Letters to the Editor

Letters to the editor: Oct. 6

By Remi Bellocq
By Remi Bellocq

It was time to take principled stand against bad law

I have had it. A recent poll said that 60 percent of people in the United States do not want Obamcare. The Democrats are trying to force this down our throats the same underhanded way they got it passed. They are using the news media to feed us propaganda.

In reality, Obamacare in some cases has raised health care costs. If it is so great why are over 1,000 businesses being exempted from the program? Why do congressional staffers, some who make over six figures, receive subsidies that President Barack Obama approved?

Why are businesses cutting back hours for a lot of employees and cutting some coverages? Right now the federal government is paying to expand Medicaid, but in a couple years, more of the cost will be the responsibility of the states.

Where will they get the money to handle it? There comes a time when people need to stand their ground. We need to get behind our congressmen and use the leverage to defund Obamacare.

There have been efforts to make it easier on the people who are affected by this shutdown but check out who is not willing to compromise. I know this is a little tough on federal employees right now, but they will likely get back pay.

For once, have the courage to stand your ground and truly represent the people and their best interests.

Harry Van Epps


Dangerous precedent set

The GOP needs to consider the dangerous precedent that is being perpetuated by its threats to shut down the government and to force a default on debts if Obamacare is not ended.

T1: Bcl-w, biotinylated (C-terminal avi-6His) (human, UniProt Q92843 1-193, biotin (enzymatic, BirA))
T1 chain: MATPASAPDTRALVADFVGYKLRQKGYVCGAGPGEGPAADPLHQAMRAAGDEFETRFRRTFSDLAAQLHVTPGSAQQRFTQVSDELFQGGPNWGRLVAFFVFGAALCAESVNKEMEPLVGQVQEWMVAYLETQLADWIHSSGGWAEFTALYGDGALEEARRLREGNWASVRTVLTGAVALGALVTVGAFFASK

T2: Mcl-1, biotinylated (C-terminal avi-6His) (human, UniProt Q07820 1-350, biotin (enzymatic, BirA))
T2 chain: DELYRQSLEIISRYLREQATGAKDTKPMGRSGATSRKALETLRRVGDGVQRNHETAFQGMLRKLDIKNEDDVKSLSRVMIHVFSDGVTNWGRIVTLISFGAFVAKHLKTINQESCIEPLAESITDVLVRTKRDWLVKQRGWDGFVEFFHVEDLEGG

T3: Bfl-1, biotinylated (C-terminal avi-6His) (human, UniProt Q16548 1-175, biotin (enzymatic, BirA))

The issue comes down to whether either party should ever use extortion to kill a bill that has already been signed into law even if divided government closes off all other means for changing the law.

The time may come when Republicans control the White House and the Senate, but not the House.

Assume that the Democratic Party in the House achieves sufficient discipline to force the government to default on its debt or to prevent the adoption of a budget, unless its legislative demands are met.

The party could then resort to the same type of extortion now being used rather than working through established electoral processes to gain the votes needed to reverse legislation.

President Barack Obama and all future presidents should refuse to give in to such potentially damaging tactics. Allowing a minority party in a divided government to impose its will in this manner will make our country not only less governable but also less democratic, not to mention the severe economic damage that will result.

Charles L. Davis


Measure of brain size

So our junior senator believes liberals have "really big hearts but really small brains"?